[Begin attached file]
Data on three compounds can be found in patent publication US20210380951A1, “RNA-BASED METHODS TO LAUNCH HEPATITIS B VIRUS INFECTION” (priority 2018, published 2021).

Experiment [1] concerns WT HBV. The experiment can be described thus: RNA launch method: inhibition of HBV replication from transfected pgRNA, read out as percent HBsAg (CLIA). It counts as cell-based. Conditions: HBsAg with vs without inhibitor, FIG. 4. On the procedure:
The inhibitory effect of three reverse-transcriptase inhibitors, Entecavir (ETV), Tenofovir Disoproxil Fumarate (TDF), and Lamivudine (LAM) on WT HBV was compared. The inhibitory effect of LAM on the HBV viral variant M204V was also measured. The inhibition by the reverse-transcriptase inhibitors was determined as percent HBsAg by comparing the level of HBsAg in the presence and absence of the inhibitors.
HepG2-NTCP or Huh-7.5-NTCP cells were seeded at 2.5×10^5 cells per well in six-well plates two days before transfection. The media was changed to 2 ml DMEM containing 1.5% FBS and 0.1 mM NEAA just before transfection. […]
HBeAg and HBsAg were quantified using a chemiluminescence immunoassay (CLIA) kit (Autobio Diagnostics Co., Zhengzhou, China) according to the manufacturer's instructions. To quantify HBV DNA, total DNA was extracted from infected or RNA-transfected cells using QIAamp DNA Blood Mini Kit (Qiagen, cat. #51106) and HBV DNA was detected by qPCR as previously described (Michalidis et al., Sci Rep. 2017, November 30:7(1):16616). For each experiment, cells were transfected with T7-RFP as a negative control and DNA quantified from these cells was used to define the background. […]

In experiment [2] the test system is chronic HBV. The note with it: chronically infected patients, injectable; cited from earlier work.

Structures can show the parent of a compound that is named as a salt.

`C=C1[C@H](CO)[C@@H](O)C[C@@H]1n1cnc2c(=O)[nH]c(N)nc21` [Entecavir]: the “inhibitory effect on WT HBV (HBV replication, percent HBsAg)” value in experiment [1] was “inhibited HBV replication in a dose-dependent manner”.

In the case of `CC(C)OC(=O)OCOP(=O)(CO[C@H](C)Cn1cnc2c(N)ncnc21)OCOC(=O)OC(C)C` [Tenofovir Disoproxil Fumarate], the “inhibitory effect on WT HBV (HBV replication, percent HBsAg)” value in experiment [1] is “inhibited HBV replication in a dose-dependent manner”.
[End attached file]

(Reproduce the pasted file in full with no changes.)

Data on three compounds can be found in patent publication US20210380951A1, “RNA-BASED METHODS TO LAUNCH HEPATITIS B VIRUS INFECTION” (priority 2018, published 2021).

Experiment [1] concerns WT HBV. The experiment can be described thus: RNA launch method: inhibition of HBV replication from transfected pgRNA, read out as percent HBsAg (CLIA). It counts as cell-based. Conditions: HBsAg with vs without inhibitor, FIG. 4. On the procedure:
The inhibitory effect of three reverse-transcriptase inhibitors, Entecavir (ETV), Tenofovir Disoproxil Fumarate (TDF), and Lamivudine (LAM) on WT HBV was compared. The inhibitory effect of LAM on the HBV viral variant M204V was also measured. The inhibition by the reverse-transcriptase inhibitors was determined as percent HBsAg by comparing the level of HBsAg in the presence and absence of the inhibitors.
HepG2-NTCP or Huh-7.5-NTCP cells were seeded at 2.5×10^5 cells per well in six-well plates two days before transfection. The media was changed to 2 ml DMEM containing 1.5% FBS and 0.1 mM NEAA just before transfection. […]
HBeAg and HBsAg were quantified using a chemiluminescence immunoassay (CLIA) kit (Autobio Diagnostics Co., Zhengzhou, China) according to the manufacturer's instructions. To quantify HBV DNA, total DNA was extracted from infected or RNA-transfected cells using QIAamp DNA Blood Mini Kit (Qiagen, cat. #51106) and HBV DNA was detected by qPCR as previously described (Michalidis et al., Sci Rep. 2017, November 30:7(1):16616). For each experiment, cells were transfected with T7-RFP as a negative control and DNA quantified from these cells was used to define the background. […]

In experiment [2] the test system is chronic HBV. The note with it: chronically infected patients, injectable; cited from earlier work.

Structures can show the parent of a compound that is named as a salt.

`C=C1[C@H](CO)[C@@H](O)C[C@@H]1n1cnc2c(=O)[nH]c(N)nc21` [Entecavir]: the “inhibitory effect on WT HBV (HBV replication, percent HBsAg)” value in experiment [1] was “inhibited HBV replication in a dose-dependent manner”.

In the case of `CC(C)OC(=O)OCOP(=O)(CO[C@H](C)Cn1cnc2c(N)ncnc21)OCOC(=O)OC(C)C` [Tenofovir Disoproxil Fumarate], the “inhibitory effect on WT HBV (HBV replication, percent HBsAg)” value in experiment [1] is “inhibited HBV replication in a dose-dependent manner”.